The ranger had everything he would need for the journey. Weaponry, of course, but also more mundane things. Food. Trinkets to remind him of the tribe and all its people did for him. He could feel the air around him crackle with magical energy as the spell's power picked up. He breathed deeply to calm his nerves, closed his eyes and remembered his training.

The heat from the fire vanished, instantly. He could feel the moist air on his cheeks, his hands. He opened his eyes slowly to see an assembled group of adventurers. He could hear the children playing, the gypsies at their caravan. One of the women in the group spoke, as the oppressive mist that surrounded them seemed to slowly seep closer.

Glancing at each of the strangers before him, Dalanth casually asked, "So. You must be the welcoming party, then?"
Hidden 1 mo ago 1 mo ago Post by The Harbinger of Ferocity
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The graying mage was no stranger to the surrounding mists and their clutches, rather he knew well what fear lied in wait, ready to grasp and seize his heart and mind. Just what he did not know was how these rolling terrors intended to do as much. His weathered eyes full of latent fear, he found himself immersed and drowned in their depths when they again consumed him; another night, another terror. Was it this time real or another of the fantasies of the realm that played games upon the mind? Whatever its case, his hand slipped within his robe and withdrew a withered old twig whilst the other fell silently to his satchel. Humble weapon at the ready, the descent led to him being surrounded - how long had it been? Where now was he to be? Who were the company the mists had drawn together? What was it they wanted with him now?

His dried lips muttered subtly, softly, "Another curse to bear..." as the shadows and silhouettes of the other mysterious folk began to stir in their wakings.

This wretched land was fond of its games, its torments, and the not so distant woman lit by flickering light calling out to the children - the same children Andhund too could now hear - only arose in his throat further despair. His hand tightened further upon his satchel and the twig, rather his wand as it were remained forward. They were not about to steal anything else from him on this night in Barovia, oh no. The mage was to be sure of that, so he kept on with his surveying the others and equally kept his footfall unintrusive to drew nearer still toward the light. The deathly mists creeping from all corners of the skeletal town, only slowly did he lower the implement and slip it into his sleeve as he was certain he was further away from the ebbing threat, at least for the moment. If these people were to be a danger, they paled in comparison to this dark realm where anything and everything could have well awaited them not but a few steps outside.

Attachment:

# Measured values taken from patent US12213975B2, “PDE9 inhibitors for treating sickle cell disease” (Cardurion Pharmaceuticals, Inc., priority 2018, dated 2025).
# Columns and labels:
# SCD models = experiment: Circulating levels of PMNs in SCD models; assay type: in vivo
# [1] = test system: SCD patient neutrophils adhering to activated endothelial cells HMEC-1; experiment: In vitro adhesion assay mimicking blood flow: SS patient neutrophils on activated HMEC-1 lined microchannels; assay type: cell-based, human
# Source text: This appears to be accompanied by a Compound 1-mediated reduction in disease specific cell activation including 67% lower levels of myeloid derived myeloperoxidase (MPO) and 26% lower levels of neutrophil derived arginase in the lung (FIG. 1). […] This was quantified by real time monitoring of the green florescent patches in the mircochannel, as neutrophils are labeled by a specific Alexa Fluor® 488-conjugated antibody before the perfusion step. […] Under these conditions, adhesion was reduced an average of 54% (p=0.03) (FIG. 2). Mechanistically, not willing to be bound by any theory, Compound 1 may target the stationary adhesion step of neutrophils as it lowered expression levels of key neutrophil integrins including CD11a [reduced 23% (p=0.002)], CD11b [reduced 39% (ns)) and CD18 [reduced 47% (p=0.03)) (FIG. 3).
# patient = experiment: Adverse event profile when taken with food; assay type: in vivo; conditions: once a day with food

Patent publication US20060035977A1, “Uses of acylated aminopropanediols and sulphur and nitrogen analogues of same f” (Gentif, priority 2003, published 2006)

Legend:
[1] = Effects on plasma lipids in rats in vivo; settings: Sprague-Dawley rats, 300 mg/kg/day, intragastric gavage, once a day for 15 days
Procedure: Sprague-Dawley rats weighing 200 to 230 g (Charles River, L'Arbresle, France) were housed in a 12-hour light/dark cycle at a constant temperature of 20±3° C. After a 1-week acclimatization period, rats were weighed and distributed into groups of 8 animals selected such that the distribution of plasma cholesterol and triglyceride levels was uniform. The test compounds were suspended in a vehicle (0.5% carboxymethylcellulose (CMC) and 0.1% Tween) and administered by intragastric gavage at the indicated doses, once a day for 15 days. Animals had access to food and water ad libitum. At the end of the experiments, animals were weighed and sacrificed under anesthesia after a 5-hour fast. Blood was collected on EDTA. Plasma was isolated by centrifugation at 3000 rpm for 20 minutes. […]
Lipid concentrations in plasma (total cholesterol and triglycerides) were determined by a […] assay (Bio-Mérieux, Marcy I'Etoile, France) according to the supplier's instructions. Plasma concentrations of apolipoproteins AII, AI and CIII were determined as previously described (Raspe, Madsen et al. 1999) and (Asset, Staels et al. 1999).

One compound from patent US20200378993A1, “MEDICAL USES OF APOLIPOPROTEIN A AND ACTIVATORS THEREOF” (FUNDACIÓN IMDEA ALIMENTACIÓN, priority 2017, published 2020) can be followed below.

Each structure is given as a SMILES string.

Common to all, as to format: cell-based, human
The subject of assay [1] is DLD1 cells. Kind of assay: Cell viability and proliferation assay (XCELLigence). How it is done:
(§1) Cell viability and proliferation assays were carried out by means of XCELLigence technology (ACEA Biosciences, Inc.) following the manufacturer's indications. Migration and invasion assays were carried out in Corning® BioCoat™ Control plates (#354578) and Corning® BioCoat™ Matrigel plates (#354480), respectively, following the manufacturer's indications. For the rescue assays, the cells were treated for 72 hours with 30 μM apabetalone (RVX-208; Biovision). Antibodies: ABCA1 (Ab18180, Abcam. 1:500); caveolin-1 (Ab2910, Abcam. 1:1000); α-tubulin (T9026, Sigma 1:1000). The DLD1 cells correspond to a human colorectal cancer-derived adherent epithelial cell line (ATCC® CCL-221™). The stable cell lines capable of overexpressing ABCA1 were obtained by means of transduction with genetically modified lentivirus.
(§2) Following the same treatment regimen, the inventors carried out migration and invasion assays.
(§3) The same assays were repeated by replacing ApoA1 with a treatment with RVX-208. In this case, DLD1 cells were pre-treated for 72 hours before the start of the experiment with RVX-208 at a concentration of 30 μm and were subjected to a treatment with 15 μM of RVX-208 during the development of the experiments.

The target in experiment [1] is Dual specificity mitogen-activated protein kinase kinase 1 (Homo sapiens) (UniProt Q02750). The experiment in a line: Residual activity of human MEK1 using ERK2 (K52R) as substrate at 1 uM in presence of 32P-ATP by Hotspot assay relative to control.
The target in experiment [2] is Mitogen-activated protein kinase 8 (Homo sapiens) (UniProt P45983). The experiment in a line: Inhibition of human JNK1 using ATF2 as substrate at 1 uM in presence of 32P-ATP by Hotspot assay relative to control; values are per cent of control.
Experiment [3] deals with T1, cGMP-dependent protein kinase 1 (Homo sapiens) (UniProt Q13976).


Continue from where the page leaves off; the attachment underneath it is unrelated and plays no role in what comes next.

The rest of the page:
When the words so casually came forth in "So. You must be the welcoming party, then?", the response from Andhund did not delay.

"We should not tary..." He looked on to those bewildered starting first with the man who spoke before moving to the woman and her candle, giving her a nod. "... at least not here."
Hidden 1 mo ago Post by The Large Dumbo
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The repetition of a hammer striking an anvil was almost like a second heartbeat to Quoben Lorearthen, as the smith hammered mindlessly. Despite the forge beside him being lit, he still found himself oddly surrounded by darkness. Sweat began to bead on him. This kind of sweat, however, was not that naturally caused from the physical labor of smithing. Rather, it was caused by a mysterious sense of dread that seemed to surround him. He'd been in this place before, he realized, and he knew the outcome of what was to come next. It was a memory that replayed in his mind infrequently, warped by a perceived threat from the present. Three sharp raps upon his door caught his attention, over the din of his own work. Quietly setting down his hammer, he approached the door to his abode, his hands shaking. How had they found him? Wait a moment, who were they? Why did he bear this horrible sensation in his stomach that threatened to shatter his state of relative normalcy? Each step upon the wooden floor tainted by his own dread was like a gong, telling the dwarf his time had come.